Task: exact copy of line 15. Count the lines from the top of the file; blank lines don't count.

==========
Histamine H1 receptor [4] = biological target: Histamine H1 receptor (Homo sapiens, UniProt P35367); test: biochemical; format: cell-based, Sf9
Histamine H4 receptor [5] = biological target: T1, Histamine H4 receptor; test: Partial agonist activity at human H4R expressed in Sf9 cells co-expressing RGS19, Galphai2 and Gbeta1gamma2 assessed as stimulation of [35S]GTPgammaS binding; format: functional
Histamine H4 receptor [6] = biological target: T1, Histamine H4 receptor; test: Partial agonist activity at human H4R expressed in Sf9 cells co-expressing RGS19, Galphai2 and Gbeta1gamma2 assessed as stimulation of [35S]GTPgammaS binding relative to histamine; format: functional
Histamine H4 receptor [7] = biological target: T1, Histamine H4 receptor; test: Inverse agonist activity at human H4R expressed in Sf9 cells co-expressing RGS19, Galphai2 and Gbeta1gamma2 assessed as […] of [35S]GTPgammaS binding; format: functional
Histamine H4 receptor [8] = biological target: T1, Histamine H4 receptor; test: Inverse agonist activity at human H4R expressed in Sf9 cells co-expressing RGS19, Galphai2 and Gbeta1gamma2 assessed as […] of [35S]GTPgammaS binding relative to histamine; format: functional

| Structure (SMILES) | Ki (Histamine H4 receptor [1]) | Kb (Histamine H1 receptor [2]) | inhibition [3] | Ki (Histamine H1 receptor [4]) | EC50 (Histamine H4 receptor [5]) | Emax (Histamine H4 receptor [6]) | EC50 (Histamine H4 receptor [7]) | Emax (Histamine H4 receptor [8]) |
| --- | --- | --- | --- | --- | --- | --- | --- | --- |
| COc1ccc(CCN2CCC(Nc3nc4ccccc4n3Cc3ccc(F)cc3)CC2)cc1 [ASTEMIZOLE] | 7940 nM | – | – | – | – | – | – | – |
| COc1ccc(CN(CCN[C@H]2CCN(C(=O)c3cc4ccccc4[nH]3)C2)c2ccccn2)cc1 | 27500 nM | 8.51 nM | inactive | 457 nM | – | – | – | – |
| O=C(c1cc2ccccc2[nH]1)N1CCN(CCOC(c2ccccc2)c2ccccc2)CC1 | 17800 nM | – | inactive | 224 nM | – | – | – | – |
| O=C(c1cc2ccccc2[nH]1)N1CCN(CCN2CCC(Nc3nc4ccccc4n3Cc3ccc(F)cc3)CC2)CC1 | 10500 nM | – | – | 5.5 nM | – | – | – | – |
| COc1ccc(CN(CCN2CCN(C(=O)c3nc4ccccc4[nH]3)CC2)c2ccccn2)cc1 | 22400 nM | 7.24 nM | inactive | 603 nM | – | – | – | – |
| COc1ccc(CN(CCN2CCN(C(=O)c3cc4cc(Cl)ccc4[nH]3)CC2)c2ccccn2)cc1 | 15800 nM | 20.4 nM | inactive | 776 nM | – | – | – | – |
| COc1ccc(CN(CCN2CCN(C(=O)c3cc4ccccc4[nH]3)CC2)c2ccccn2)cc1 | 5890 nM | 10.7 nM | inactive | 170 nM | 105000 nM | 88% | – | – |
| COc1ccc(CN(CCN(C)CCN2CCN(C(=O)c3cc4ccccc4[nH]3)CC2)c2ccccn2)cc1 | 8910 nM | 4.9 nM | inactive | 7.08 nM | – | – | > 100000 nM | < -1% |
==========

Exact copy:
| COc1ccc(CN(CCN(C)CCN2CCN(C(=O)c3cc4ccccc4[nH]3)CC2)c2ccccn2)cc1 | 8910 nM | 4.9 nM | inactive | 7.08 nM | – | – | > 100000 nM | < -1% |